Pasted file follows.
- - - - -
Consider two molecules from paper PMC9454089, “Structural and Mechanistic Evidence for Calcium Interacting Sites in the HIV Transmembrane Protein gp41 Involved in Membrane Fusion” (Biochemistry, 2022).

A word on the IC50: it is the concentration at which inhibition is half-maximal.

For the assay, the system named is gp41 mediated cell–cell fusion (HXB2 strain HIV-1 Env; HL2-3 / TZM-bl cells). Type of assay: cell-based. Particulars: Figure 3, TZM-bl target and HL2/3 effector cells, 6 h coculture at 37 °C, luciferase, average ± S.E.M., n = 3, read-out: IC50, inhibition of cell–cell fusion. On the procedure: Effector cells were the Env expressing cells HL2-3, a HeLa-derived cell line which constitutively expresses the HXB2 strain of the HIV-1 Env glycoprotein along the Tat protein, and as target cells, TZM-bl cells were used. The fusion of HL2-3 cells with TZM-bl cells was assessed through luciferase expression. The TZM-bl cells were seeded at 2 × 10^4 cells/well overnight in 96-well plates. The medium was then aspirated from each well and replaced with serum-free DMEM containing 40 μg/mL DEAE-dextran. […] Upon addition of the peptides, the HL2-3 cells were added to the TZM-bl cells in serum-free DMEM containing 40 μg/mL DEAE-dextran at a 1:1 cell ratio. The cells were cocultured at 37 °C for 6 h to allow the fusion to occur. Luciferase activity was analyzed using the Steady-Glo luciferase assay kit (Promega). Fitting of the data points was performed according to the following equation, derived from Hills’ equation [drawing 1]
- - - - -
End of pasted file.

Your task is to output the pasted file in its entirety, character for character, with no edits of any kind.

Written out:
Consider two molecules from paper PMC9454089, “Structural and Mechanistic Evidence for Calcium Interacting Sites in the HIV Transmembrane Protein gp41 Involved in Membrane Fusion” (Biochemistry, 2022).

A word on the IC50: it is the concentration at which inhibition is half-maximal.

For the assay, the system named is gp41 mediated cell–cell fusion (HXB2 strain HIV-1 Env; HL2-3 / TZM-bl cells). Type of assay: cell-based. Particulars: Figure 3, TZM-bl target and HL2/3 effector cells, 6 h coculture at 37 °C, luciferase, average ± S.E.M., n = 3, read-out: IC50, inhibition of cell–cell fusion. On the procedure: Effector cells were the Env expressing cells HL2-3, a HeLa-derived cell line which constitutively expresses the HXB2 strain of the HIV-1 Env glycoprotein along the Tat protein, and as target cells, TZM-bl cells were used. The fusion of HL2-3 cells with TZM-bl cells was assessed through luciferase expression. The TZM-bl cells were seeded at 2 × 10^4 cells/well overnight in 96-well plates. The medium was then aspirated from each well and replaced with serum-free DMEM containing 40 μg/mL DEAE-dextran. […] Upon addition of the peptides, the HL2-3 cells were added to the TZM-bl cells in serum-free DMEM containing 40 μg/mL DEAE-dextran at a 1:1 cell ratio. The cells were cocultured at 37 °C for 6 h to allow the fusion to occur. Luciferase activity was analyzed using the Steady-Glo luciferase assay kit (Promega). Fitting of the data points was performed according to the following equation, derived from Hills’ equation [drawing 1]